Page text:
A new study published in the Lancet sheds light on the risk of further surgery being required after total replacement of the hip or knee, showing that younger patients are more likely to need surgical revision of the joint.
An increasing number of osteoarthritis patients are undergoing total knee and hip joint replacements, but the procedure comes with the risk that the joint might require subsequent surgical revision which, in turn, can lead to less favourable outcomes.
Researchers at NDORMS (Nuffield Department of Orthopaedics, Rheumatology and Musculoskeletal Sciences) at the University of Oxford examined data from over 100,000 patients who previously underwent joint replacements to enable prediction of the likelihood of requiring surgical revision of the joint.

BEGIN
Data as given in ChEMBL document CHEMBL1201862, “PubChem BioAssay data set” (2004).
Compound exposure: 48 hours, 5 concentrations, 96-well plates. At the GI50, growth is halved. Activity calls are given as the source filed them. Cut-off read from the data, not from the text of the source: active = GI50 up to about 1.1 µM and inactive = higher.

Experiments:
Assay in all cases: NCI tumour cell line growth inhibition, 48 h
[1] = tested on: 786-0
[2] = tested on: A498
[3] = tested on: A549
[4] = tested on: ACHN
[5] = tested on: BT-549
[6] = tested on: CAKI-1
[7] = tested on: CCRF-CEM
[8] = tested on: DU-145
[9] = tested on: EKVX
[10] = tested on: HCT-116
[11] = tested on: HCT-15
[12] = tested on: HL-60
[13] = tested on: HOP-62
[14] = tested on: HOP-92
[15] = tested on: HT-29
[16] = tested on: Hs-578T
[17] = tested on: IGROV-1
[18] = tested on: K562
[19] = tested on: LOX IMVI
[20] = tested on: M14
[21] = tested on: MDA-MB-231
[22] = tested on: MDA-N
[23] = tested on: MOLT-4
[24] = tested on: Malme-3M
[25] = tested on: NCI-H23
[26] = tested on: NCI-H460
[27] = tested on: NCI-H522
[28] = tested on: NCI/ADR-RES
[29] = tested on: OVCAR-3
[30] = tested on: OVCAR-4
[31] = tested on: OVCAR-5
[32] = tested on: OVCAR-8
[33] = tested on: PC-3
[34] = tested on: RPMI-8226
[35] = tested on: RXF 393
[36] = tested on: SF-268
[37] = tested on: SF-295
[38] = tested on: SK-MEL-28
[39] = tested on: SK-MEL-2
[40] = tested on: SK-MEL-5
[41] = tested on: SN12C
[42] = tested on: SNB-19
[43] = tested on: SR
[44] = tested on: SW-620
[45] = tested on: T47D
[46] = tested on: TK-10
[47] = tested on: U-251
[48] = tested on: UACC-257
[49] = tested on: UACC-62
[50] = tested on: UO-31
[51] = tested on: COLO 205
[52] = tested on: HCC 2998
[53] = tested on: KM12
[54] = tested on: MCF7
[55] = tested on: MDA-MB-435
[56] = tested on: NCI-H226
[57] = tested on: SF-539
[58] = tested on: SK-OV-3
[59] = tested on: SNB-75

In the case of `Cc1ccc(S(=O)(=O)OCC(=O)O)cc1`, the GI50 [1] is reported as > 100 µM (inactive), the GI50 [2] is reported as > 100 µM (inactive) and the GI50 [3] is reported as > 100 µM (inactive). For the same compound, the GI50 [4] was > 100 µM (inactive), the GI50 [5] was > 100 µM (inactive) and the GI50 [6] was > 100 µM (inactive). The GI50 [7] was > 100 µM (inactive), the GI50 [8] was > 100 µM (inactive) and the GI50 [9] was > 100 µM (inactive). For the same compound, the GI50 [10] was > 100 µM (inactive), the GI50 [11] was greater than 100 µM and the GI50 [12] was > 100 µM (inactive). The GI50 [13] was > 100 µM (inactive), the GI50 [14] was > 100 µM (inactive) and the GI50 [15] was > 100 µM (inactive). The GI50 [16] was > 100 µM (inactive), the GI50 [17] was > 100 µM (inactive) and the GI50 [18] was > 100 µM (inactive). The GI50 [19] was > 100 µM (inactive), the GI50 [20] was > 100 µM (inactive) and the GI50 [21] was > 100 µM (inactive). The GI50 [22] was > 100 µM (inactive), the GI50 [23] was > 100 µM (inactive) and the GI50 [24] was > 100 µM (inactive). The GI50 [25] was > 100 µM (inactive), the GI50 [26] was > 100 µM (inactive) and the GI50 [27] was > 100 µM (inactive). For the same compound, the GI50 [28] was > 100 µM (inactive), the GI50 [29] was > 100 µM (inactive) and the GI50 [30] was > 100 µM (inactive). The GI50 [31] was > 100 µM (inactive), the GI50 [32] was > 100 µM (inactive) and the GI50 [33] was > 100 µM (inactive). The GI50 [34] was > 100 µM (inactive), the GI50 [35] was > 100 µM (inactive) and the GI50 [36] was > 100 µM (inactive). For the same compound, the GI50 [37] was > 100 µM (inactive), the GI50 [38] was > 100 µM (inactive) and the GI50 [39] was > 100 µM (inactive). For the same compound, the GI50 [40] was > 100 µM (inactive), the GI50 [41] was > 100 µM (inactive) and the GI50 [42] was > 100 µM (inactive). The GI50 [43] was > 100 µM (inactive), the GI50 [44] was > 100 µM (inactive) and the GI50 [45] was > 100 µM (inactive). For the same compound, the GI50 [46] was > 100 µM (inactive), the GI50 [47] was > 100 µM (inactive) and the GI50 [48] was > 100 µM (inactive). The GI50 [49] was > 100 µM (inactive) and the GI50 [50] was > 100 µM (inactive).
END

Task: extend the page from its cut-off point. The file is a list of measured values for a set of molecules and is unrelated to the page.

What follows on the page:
They found that, while the lifetime risk of joints requiring revision is around 5% in all patients who receive joint replacements at aged 70 or above, this can rise to over a third for men in their early 50s. The median time to revision for patients who had surgery younger than age 60 was 4.4 years.
The researchers hope that the study will help patients, particularly younger patients, make more informed decisions about if and when to opt for joint replacement surgery.
Lead investigator Professor Andrew Price, Professor of Musculoskeletal Sciences at NDORMS, said: “This work is of great importance for all patients who are considering whether to undergo a joint replacement. It is critical that they have the best information available to make informed decisions and we believe this work is a significant contribution to achieve this goal.”